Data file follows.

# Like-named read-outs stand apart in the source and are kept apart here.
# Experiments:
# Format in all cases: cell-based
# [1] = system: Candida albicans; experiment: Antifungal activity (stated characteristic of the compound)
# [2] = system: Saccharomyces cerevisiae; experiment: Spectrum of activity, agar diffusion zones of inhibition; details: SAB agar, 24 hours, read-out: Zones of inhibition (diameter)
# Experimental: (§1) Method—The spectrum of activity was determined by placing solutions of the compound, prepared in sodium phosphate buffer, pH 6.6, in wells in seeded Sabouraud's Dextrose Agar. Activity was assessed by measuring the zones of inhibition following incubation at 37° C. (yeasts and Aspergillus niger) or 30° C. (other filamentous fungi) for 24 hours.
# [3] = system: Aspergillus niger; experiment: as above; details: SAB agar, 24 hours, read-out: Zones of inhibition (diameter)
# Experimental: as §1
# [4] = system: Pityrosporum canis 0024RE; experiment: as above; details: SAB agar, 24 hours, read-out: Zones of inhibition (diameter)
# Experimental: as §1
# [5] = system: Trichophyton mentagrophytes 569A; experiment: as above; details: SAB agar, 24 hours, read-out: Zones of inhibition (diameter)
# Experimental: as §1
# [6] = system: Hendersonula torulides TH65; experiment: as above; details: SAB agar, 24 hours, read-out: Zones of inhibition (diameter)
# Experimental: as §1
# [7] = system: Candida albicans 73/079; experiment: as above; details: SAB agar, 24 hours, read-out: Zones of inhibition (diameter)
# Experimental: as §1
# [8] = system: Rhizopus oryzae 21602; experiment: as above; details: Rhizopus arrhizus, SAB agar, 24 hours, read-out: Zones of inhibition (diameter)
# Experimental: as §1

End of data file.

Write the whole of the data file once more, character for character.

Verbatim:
# Like-named read-outs stand apart in the source and are kept apart here.
# Experiments:
# Format in all cases: cell-based
# [1] = system: Candida albicans; experiment: Antifungal activity (stated characteristic of the compound)
# [2] = system: Saccharomyces cerevisiae; experiment: Spectrum of activity, agar diffusion zones of inhibition; details: SAB agar, 24 hours, read-out: Zones of inhibition (diameter)
# Experimental: (§1) Method—The spectrum of activity was determined by placing solutions of the compound, prepared in sodium phosphate buffer, pH 6.6, in wells in seeded Sabouraud's Dextrose Agar. Activity was assessed by measuring the zones of inhibition following incubation at 37° C. (yeasts and Aspergillus niger) or 30° C. (other filamentous fungi) for 24 hours.
# [3] = system: Aspergillus niger; experiment: as above; details: SAB agar, 24 hours, read-out: Zones of inhibition (diameter)
# Experimental: as §1
# [4] = system: Pityrosporum canis 0024RE; experiment: as above; details: SAB agar, 24 hours, read-out: Zones of inhibition (diameter)
# Experimental: as §1
# [5] = system: Trichophyton mentagrophytes 569A; experiment: as above; details: SAB agar, 24 hours, read-out: Zones of inhibition (diameter)
# Experimental: as §1
# [6] = system: Hendersonula torulides TH65; experiment: as above; details: SAB agar, 24 hours, read-out: Zones of inhibition (diameter)
# Experimental: as §1
# [7] = system: Candida albicans 73/079; experiment: as above; details: SAB agar, 24 hours, read-out: Zones of inhibition (diameter)
# Experimental: as §1
# [8] = system: Rhizopus oryzae 21602; experiment: as above; details: Rhizopus arrhizus, SAB agar, 24 hours, read-out: Zones of inhibition (diameter)
# Experimental: as §1